Each and every day, people get behind the wheels of their vehicles while under the influence of alcohol or drugs. Their lower reaction times, lack of mental clarity, and the general absence of focus or concentration make their risks of accidents much higher than sober drivers, and thousands of fatalities occur every single year due to drunk drivers.
Getting behind the wheel of any kind of vehicle while intoxicated is therefore very dangerous, not only to yourself but also to any passengers that might be in your vehicle, along with other road users and pedestrians around you too.
Yet, despite increasingly high levels of awareness across the US regarding the dangers of drink driving, along with the legal threats of being caught and charged with a DUI, millions of Americans admit to driving while drunk each year.
There are many reasons for this. Some people feel that they’re still perfectly competent drivers, even after a few drinks, while others simply don’t understand the risks they face. Then, there are problem drinkers who can struggle to make sound decisions regarding their alcohol intake, as well as those who don’t have responsible friends or relatives around to help them make the right call.
However, in spite of all of this, the risks and dangers of driving under the influence are very real, as the following list shows.
One of the most obvious ways in which drinking and driving can put your life in danger is by increasing your risk of having a crash or collision with another vehicle. Studies and scientific reports have consistently shown that those who drive while drunk is more likely to get involved in accidents, and even if your BAC is still relatively low and within the legal limit, the risks are still higher than usual.
Why is this? Well, consuming alcohol can have a range of effects on your motor skills and driving abilities. It can lead to you not being able to make the right decisions while out on the road, not braking in time to avoid a collision with another vehicle, or failing to notice or take heed of signs and warnings around the road.
As well as the higher risks of getting involved in accidents and harming yourself or others, driving under the influence also puts you at greater risk of life-altering effects that come from getting caught and charged with a DUI. The police have the right to stop and check anyone they suspect of driving under the influence, and many towns and cities across the nation are seeing a rise in DUI checkpoints too.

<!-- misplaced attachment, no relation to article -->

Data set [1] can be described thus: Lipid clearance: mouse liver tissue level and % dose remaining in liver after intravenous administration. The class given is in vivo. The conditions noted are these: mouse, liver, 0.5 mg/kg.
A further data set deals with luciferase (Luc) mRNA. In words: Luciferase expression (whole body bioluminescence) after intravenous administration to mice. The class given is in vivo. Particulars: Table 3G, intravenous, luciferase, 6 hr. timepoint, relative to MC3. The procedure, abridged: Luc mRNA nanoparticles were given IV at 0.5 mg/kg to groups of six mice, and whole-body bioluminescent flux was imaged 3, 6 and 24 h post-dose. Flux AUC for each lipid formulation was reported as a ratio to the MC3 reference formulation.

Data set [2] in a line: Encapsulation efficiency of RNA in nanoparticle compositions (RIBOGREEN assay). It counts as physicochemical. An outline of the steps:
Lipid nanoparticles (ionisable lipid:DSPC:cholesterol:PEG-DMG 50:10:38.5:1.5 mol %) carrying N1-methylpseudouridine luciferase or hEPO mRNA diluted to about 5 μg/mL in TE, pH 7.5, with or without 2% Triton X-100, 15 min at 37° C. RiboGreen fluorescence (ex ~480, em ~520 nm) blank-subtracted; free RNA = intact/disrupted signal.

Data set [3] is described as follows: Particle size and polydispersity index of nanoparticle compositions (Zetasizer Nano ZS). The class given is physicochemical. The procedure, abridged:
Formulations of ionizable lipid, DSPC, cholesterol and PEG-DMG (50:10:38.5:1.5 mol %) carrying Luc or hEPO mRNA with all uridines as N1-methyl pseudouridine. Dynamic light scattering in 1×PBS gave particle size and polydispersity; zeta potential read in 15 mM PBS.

If you are caught driving while drinking, you will most likely be arrested, and over a million Americans are arrested after being caught driving while intoxicated each and every year. This can have a range of knock-on effects, potentially causing a range of personal and professional issues for the defendant, and it’s important to note that driving while using intoxicating drugs can result in a DUI charge as well as alcohol.
Following on from the point mentioned above, legal cases involving DUIs can eventually lead to the chance of the defendant losing their license. The defendant may have to make a request to have a formal hearing with the Department of Motor Vehicles. In many states, they will go on to lose their license for up to six months for an initial offense.
This sentence can drastically increase on second or additional offenses, ultimately leading up to a lifetime ban. This can have all kinds of knock-on effects on your life. Without the right to your drive, getting to and from work might become a huge problem for you, and it’s not uncommon for people to find themselves facing job loss, personal hardship, and severe mental distress in the wake of a DUI charge.
When you’ve got alcohol in your bloodstream, your reaction times will start to become slower, and this is true with both small and large quantities of alcohol. Reaction times and reflexes can often be key while driving in order to prevent dangerous situations, and we rely on our reactions every day to avoid accidents.
For example, if you’re driving along and a car brakes suddenly in front of you or a pedestrian walks out into the road from behind a parked vehicle, your reactions can help you put your foot on the brakes and slow down in time to avoid any accidents. With alcohol in your body, you might not react so quickly, potentially leading to devastating consequences for everyone involved.
Alcohol can also have a negative effect on your concentration levels, and every driver knows the importance of concentration and focus while sitting behind the wheel. If you have even the slightest lapse in concentration, an accident can occur, and this is why thousands of people die each year due to distracted driving.
With alcohol in your blood, it’s easy to let yourself get distracted by your phone, your car’s radio, or other things around you, failing to keep your hands on the wheel and your eyes on the road at all times. Once again, this can massively increase your odds of having an accident and bringing great harm to yourself and others around you, including perfectly innocent pedestrians and other road users who are driving sober.
In short, the risks and dangers of drunk driving or driving after taking drugs are far too great to ignore. It’s not just about fender benders and minor scrapes; there are cases every single day where lives are cut short and families are broken apart due to drunk drivers. Plus, with legal consequences and countless personal risks too, it’s clear to see that driving while drunk is never a smart idea. If someone you know has ever considered driving while drunk in the past, be sure to help them stay aware of these risks and make the smart choice.